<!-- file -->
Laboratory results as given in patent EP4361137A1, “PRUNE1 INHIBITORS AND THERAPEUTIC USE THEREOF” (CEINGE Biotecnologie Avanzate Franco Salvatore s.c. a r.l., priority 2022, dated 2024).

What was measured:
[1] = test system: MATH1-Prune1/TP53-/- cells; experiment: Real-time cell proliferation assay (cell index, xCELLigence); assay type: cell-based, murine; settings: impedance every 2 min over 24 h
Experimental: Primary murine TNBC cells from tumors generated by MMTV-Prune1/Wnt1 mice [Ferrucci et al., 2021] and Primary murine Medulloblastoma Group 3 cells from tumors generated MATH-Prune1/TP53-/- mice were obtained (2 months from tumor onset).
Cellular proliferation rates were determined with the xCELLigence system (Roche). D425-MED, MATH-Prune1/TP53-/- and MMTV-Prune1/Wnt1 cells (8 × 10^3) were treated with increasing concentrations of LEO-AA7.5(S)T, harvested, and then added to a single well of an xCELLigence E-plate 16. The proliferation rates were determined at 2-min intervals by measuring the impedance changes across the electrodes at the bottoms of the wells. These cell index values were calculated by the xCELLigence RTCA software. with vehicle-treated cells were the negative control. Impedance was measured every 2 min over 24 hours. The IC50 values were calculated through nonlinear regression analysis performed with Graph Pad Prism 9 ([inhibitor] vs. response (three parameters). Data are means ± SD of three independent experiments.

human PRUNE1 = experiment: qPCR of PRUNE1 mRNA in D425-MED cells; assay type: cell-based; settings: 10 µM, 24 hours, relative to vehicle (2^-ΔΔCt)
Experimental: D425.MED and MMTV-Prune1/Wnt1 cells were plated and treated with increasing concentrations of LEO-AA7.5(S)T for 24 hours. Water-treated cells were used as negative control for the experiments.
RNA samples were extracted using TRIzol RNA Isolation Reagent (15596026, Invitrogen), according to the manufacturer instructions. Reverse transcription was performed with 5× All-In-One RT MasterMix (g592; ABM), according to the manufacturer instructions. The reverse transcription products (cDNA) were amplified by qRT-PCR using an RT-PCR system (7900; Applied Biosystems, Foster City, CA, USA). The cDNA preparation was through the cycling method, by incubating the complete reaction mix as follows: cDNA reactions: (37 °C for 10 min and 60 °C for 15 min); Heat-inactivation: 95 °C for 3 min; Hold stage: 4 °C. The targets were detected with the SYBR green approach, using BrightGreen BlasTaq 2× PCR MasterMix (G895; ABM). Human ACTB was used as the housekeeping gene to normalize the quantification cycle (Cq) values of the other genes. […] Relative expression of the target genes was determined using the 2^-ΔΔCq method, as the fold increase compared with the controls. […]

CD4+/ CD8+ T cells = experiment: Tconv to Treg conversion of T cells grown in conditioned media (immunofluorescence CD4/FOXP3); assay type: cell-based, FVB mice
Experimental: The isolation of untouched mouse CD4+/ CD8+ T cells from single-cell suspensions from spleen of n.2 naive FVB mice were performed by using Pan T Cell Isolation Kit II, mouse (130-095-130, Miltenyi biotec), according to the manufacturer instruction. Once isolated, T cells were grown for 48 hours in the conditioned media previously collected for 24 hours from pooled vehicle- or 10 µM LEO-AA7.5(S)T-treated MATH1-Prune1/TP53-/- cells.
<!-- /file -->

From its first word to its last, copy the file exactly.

Laboratory results as given in patent EP4361137A1, “PRUNE1 INHIBITORS AND THERAPEUTIC USE THEREOF” (CEINGE Biotecnologie Avanzate Franco Salvatore s.c. a r.l., priority 2022, dated 2024).

What was measured:
[1] = test system: MATH1-Prune1/TP53-/- cells; experiment: Real-time cell proliferation assay (cell index, xCELLigence); assay type: cell-based, murine; settings: impedance every 2 min over 24 h
Experimental: Primary murine TNBC cells from tumors generated by MMTV-Prune1/Wnt1 mice [Ferrucci et al., 2021] and Primary murine Medulloblastoma Group 3 cells from tumors generated MATH-Prune1/TP53-/- mice were obtained (2 months from tumor onset).
Cellular proliferation rates were determined with the xCELLigence system (Roche). D425-MED, MATH-Prune1/TP53-/- and MMTV-Prune1/Wnt1 cells (8 × 10^3) were treated with increasing concentrations of LEO-AA7.5(S)T, harvested, and then added to a single well of an xCELLigence E-plate 16. The proliferation rates were determined at 2-min intervals by measuring the impedance changes across the electrodes at the bottoms of the wells. These cell index values were calculated by the xCELLigence RTCA software. with vehicle-treated cells were the negative control. Impedance was measured every 2 min over 24 hours. The IC50 values were calculated through nonlinear regression analysis performed with Graph Pad Prism 9 ([inhibitor] vs. response (three parameters). Data are means ± SD of three independent experiments.

human PRUNE1 = experiment: qPCR of PRUNE1 mRNA in D425-MED cells; assay type: cell-based; settings: 10 µM, 24 hours, relative to vehicle (2^-ΔΔCt)
Experimental: D425.MED and MMTV-Prune1/Wnt1 cells were plated and treated with increasing concentrations of LEO-AA7.5(S)T for 24 hours. Water-treated cells were used as negative control for the experiments.
RNA samples were extracted using TRIzol RNA Isolation Reagent (15596026, Invitrogen), according to the manufacturer instructions. Reverse transcription was performed with 5× All-In-One RT MasterMix (g592; ABM), according to the manufacturer instructions. The reverse transcription products (cDNA) were amplified by qRT-PCR using an RT-PCR system (7900; Applied Biosystems, Foster City, CA, USA). The cDNA preparation was through the cycling method, by incubating the complete reaction mix as follows: cDNA reactions: (37 °C for 10 min and 60 °C for 15 min); Heat-inactivation: 95 °C for 3 min; Hold stage: 4 °C. The targets were detected with the SYBR green approach, using BrightGreen BlasTaq 2× PCR MasterMix (G895; ABM). Human ACTB was used as the housekeeping gene to normalize the quantification cycle (Cq) values of the other genes. […] Relative expression of the target genes was determined using the 2^-ΔΔCq method, as the fold increase compared with the controls. […]

CD4+/ CD8+ T cells = experiment: Tconv to Treg conversion of T cells grown in conditioned media (immunofluorescence CD4/FOXP3); assay type: cell-based, FVB mice
Experimental: The isolation of untouched mouse CD4+/ CD8+ T cells from single-cell suspensions from spleen of n.2 naive FVB mice were performed by using Pan T Cell Isolation Kit II, mouse (130-095-130, Miltenyi biotec), according to the manufacturer instruction. Once isolated, T cells were grown for 48 hours in the conditioned media previously collected for 24 hours from pooled vehicle- or 10 µM LEO-AA7.5(S)T-treated MATH1-Prune1/TP53-/- cells.